What do these people do?

  1. So I just finished up my ER clinical today and I noticed there were all sorts of people in the ER besides physicians, RNs, and LPNs. I believe some of them were Patient Care Extenders, but I don't know what the others were. Can anyone tell me anything more of other types of personnel work in the ER and what they can and cannot do? Just curious.
    •  
  2. 8 Comments

  3. by   neneRN
    We have Respiratory Therapists who give all Neb Tx, do ABGs, manage vent pts- all the breathing stuff.

    Techs who can do EKGs, VS, blood draws, foleys, hook pts up to monitors.

    Paramedics can start IVs, do EKGs, draw blood, VS, foleys, splints.

    Xray techs, CT techs, U/S techs who come and get the pts and do these tests.

    Transporters transport pts, run and get blood, go to Main Pharm, etc.

    Unit coordinators answer phones, put orders into computers, break down charts, d/c pts out of computers.

    Registration people get insurance info, next of kin info, personal info to put people into the computer.

    Physician's assistants- they work in our fastrack area and only come into the Main ER to suture and put in staples.

    Clinical Supervisors-we have one each shift to give us our assignments, handle all pt/doctor/nurse concerns, act as a resource for staff, help with trauma alerts.

    Pharmacy RN who stocks code carts and med carts, orders all drugs for our ER pharmacy, acts as a resource for nurses with questions about meds.

    Social worker who helps families during codes, fills indigent med Rx, finds transport for pts back home or to NH, works with rape victims, finds shelter for homeless, provides resources for everyone.

    Auxillary who bring pts back from the lobby, stock linen carts, escort pts out to cars.

    Security babysits all Baker Acts, psych pts, deals with unruly pts and visitors.

    Visitor control person who monitors all visitors coming/going into ER, answers phone in lobby, polices out the visitors when there are too many or when the nurse requests it.

    Charge nurse determines which room pt goes to, determines who gets seen when, communicates with all EMS calling in, watches all monitors, resource for staff, and much more.

    Supply room staff stock all carts, order supplies.

    Environmental clean all rooms, spills.

    Except for Security and Auxillary, ALL OF THESE staff members wear scrubs- it is hard to tell who does what if you don't know who they are. I didn't realize how many different jobs there were until I just wrote it all down!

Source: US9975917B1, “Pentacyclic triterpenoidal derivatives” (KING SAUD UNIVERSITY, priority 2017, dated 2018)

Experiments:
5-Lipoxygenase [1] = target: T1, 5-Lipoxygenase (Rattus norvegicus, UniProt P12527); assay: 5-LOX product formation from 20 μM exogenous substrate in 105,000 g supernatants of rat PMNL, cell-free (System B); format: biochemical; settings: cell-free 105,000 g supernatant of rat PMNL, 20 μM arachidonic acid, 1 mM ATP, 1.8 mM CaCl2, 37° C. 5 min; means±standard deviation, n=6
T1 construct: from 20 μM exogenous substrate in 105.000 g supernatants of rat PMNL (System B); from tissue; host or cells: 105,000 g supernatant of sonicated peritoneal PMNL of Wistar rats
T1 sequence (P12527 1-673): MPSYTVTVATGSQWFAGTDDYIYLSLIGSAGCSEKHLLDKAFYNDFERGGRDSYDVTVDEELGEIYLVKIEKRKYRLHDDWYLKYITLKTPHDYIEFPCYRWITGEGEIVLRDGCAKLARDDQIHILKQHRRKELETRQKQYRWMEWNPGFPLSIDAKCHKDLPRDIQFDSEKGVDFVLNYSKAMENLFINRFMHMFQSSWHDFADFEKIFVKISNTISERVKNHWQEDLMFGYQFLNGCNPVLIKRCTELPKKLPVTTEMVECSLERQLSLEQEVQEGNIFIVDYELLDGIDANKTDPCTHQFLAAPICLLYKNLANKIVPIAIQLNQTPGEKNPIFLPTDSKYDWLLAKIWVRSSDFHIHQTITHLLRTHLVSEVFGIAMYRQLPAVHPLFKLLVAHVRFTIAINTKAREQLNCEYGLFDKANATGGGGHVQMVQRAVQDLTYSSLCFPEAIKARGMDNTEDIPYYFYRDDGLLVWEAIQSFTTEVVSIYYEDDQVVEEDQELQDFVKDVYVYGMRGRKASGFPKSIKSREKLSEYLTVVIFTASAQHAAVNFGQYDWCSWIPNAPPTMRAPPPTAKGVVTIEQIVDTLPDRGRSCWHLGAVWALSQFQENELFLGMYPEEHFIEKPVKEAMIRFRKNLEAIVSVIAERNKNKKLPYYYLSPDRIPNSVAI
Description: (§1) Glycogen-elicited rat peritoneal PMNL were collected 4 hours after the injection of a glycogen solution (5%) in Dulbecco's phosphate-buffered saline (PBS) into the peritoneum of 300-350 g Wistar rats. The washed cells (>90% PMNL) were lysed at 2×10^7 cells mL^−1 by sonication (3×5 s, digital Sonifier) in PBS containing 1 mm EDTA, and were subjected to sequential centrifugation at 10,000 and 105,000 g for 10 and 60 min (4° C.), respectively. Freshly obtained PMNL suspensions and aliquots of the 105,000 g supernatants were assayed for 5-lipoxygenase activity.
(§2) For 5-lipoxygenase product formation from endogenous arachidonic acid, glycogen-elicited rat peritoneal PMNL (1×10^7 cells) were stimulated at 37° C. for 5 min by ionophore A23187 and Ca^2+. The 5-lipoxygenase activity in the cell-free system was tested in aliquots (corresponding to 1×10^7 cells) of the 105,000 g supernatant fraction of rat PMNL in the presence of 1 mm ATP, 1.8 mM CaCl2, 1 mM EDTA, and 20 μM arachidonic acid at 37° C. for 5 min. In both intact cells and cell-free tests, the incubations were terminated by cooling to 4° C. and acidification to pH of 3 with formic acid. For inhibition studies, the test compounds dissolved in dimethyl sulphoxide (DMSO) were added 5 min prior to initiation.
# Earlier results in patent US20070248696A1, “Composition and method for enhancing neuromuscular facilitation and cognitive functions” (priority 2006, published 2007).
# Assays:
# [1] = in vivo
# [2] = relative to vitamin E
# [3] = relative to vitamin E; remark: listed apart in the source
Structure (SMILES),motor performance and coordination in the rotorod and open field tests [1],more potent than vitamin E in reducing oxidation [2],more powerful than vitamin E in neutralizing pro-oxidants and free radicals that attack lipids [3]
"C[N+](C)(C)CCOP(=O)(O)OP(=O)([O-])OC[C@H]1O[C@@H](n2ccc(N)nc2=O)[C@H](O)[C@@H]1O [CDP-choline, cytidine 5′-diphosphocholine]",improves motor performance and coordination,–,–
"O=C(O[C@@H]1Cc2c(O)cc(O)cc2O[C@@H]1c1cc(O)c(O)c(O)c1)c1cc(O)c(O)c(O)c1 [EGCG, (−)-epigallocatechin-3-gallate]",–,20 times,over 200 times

4. by   Gigglesforall
    Wow! There certainly are a lot of people all working together! Thank you so much for explaining all that. I now have a much clearer understanding of everyone's role.

    ~Jackie
  5. by   JJFROG
    Nene.....I want to work in your ER!!!
  6. by   MtnMan
    I don't want to work in Nene's big city ED ever!!! If there is that much staff thenit must be that ugly we work with as many as 7 and as little as 3 including docs in my ED and that's enough.
  7. by   gwenith
    Jeez I work Australian ED's form time to time and at lest 75% of Nene list is done by the nursing staff here. Jack/Jill- of-all-trades was invented to describe or ED nurses!
  8. by   dabestrn
    I have worked in 4 ER's and it is pretty standard to have most of what was listed. All ER's generally should have:
    ----Docs, PA/NP, RN's, LPNs, Techs/NA's, secretary/unit clerk, registration, Security.
    Other ER's have there the following in there own dept
    ---RT, transporters, Enviromental/housekeeping, Volunteers, social worker, Xray tech
    All ERs have access to all of these, they are generally ppl who work in other units as well(ICU and tele). Busier ER's, generally Trauma ctrs, have their own ancillary staff.
    Yes it seems like lots of ppl but in an ER, you see such a variety of pt's that they are all needed at anytime of the day. They should all work together as a great team to offer great care
  9. by   eldernurse
    They just aren't there all at the same time!
  10. by   gwenith
    Nope just us one or two "orderlies" and a couple or few of medical staff. Guess things are just different over here.

close